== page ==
If an animal injures someone or causes damage to property, the owner of the animal may be liable under the Animals Act 1971 (the Act). The Act imposes strict liability on the owner of an animal that escapes and causes damage to land, buildings or people. Interpretation of the Act can be unpredictable. For example: -
In Mirvahedy v Henley 2003the House of Lords held that an owner was liable when a horse escaped and collided with a car causing serious injury. Contrast this with McKenny v Foster 2008where the Court of Appeal found that there was no liability when a cow leapt over a 6-bar gate and collided with a car killing the driver. The difference between the two cases turned on interpretation of the Act and whether or not the animal was acting “out of character”.
For damage caused by an animal (not belonging to a dangerous species), a farmer would be liable if:
- The damage is of a kind which the animal, unless restrained, was likely to cause; or
- The damage was due to characteristics which are not normally found in animals of that species or which are not normally found except at particular times or in particular circumstances;
- The characteristics of the animal were known to the keeper.
Whilst there have been calls for the Act to be reformed, until this happens livestock keepers should ensure that they fully insure against such claims.
In a case in 2011, a car collided with a Charolais steer on a dual carriageway. The cow was killed and the driver suffered significant injuries. In bringing a case against the farmer the Court dismissed a negligence claim but found against the farmer under the Act. The facts proved that the steer had jumped a 6ft fence, that the fencing had been entirely appropriate and that the steer forced its way through a number of hedges and fences before it reached the road. The expert commented that the steer must have been startled or spooked causing it to leap the fence and escape. There was no evidence that the steer’s behaviour before the accident influenced the accident. The Court concluded: -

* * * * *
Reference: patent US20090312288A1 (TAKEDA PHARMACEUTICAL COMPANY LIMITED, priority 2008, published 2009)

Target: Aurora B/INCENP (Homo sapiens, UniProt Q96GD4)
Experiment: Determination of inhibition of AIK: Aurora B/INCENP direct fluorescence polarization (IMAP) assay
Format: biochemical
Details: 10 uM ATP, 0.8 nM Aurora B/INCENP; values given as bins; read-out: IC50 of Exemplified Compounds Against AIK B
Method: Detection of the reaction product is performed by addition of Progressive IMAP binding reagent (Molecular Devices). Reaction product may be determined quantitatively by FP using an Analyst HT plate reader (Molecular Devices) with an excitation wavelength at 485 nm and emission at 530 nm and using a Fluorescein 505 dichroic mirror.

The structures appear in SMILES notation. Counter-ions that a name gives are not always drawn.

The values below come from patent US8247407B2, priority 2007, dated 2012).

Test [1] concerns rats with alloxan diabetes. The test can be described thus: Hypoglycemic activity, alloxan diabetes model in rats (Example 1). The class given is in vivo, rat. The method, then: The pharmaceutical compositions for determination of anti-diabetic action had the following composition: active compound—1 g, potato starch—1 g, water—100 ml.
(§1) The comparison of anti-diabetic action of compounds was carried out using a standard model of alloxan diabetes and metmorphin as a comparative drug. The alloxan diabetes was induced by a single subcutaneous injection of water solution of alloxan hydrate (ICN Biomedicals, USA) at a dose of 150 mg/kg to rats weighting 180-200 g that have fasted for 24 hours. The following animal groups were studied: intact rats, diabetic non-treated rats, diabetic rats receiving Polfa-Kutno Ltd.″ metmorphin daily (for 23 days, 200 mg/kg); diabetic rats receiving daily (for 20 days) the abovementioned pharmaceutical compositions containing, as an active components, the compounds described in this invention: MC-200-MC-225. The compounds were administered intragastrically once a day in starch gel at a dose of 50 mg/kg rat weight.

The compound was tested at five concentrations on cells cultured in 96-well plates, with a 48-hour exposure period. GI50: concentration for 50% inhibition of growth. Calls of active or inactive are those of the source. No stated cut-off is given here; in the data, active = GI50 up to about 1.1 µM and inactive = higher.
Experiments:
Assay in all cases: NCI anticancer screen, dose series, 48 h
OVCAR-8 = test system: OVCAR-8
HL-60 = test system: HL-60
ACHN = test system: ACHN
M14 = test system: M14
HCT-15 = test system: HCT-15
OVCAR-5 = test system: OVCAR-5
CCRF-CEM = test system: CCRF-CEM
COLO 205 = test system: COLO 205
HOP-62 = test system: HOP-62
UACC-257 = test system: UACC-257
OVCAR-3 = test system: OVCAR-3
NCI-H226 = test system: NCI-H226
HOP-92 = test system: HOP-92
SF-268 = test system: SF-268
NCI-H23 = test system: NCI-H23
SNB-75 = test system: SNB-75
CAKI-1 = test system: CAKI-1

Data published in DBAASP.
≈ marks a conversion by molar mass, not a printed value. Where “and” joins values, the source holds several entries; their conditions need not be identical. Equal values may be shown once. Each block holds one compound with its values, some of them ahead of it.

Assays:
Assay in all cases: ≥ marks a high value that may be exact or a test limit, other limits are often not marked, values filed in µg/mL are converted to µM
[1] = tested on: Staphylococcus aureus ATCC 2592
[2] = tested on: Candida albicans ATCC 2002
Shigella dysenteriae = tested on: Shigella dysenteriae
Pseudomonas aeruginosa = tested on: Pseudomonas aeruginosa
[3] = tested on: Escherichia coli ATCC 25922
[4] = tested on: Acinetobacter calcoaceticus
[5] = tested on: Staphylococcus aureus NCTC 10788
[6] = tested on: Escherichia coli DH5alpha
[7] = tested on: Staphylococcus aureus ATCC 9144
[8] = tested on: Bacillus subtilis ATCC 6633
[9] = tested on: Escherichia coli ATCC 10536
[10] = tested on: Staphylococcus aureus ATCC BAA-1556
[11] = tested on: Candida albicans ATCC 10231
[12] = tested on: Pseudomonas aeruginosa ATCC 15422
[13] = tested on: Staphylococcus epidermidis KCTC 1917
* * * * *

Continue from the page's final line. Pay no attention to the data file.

Charolais could be “flighty” meaning they would rapidly respond to unexpected events and take evasive action. This included reactions to strange places, loud noises or sudden darkness.
Once the steer had jumped the fence it would have been very frightened, alone in a strange environment and would have continued through the fences and hedges into unknown territory and onto the road. The problem was exacerbated by the lights of cars on the road. The steer’s actions were therefore caused by particular characteristics, namely that cattle of a Charolais type have a propensity to act in a wholly unpredictable manner when subject to adverse stimuli.
Despite the steer being termed “unpredictable” and the farmer’s care being described as impeccable the Court found against the farmer. Following the structure of the 1971 Act, as the farmer knew of the relevant characteristics this satisfied the strict liability test under the Act.
There must be a causal link between the animals’ characteristics and the damage caused. The case of Jaundrill v Gillett 1996was where a car collided with horses which had been let out by malicious intruders. The Court of Appeal held that the real cause of that accident was the release of the horses rather than their galloping and panicking and therefore there was no liability under the 1971 Act.
This all serves as a useful reminder that any livestock keeper should ensure that they have adequate insurance against negligence under the 1971 Act.
For further information please speak to Frank Smith on 01242 801748, or email@example.com.